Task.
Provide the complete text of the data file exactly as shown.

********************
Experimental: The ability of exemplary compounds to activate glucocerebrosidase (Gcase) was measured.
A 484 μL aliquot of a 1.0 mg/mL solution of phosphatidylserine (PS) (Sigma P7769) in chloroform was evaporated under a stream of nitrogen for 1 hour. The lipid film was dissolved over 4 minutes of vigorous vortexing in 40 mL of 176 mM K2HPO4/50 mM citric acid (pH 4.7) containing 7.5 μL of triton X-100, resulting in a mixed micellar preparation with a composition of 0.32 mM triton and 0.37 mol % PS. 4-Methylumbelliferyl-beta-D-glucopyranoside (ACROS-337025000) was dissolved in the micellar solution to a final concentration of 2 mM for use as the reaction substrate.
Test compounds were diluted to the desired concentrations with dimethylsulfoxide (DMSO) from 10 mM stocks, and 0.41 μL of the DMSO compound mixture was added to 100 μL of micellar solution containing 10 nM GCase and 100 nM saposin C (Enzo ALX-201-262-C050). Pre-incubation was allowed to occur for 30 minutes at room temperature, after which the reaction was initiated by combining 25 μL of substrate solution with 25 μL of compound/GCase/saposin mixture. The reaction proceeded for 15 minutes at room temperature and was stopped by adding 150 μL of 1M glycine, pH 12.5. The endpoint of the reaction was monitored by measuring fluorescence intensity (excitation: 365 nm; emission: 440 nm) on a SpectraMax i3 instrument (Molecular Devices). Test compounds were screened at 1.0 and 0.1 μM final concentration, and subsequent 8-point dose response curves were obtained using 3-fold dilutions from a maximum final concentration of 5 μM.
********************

Experimental: The ability of exemplary compounds to activate glucocerebrosidase (Gcase) was measured.
A 484 μL aliquot of a 1.0 mg/mL solution of phosphatidylserine (PS) (Sigma P7769) in chloroform was evaporated under a stream of nitrogen for 1 hour. The lipid film was dissolved over 4 minutes of vigorous vortexing in 40 mL of 176 mM K2HPO4/50 mM citric acid (pH 4.7) containing 7.5 μL of triton X-100, resulting in a mixed micellar preparation with a composition of 0.32 mM triton and 0.37 mol % PS. 4-Methylumbelliferyl-beta-D-glucopyranoside (ACROS-337025000) was dissolved in the micellar solution to a final concentration of 2 mM for use as the reaction substrate.
Test compounds were diluted to the desired concentrations with dimethylsulfoxide (DMSO) from 10 mM stocks, and 0.41 μL of the DMSO compound mixture was added to 100 μL of micellar solution containing 10 nM GCase and 100 nM saposin C (Enzo ALX-201-262-C050). Pre-incubation was allowed to occur for 30 minutes at room temperature, after which the reaction was initiated by combining 25 μL of substrate solution with 25 μL of compound/GCase/saposin mixture. The reaction proceeded for 15 minutes at room temperature and was stopped by adding 150 μL of 1M glycine, pH 12.5. The endpoint of the reaction was monitored by measuring fluorescence intensity (excitation: 365 nm; emission: 440 nm) on a SpectraMax i3 instrument (Molecular Devices). Test compounds were screened at 1.0 and 0.1 μM final concentration, and subsequent 8-point dose response curves were obtained using 3-fold dilutions from a maximum final concentration of 5 μM.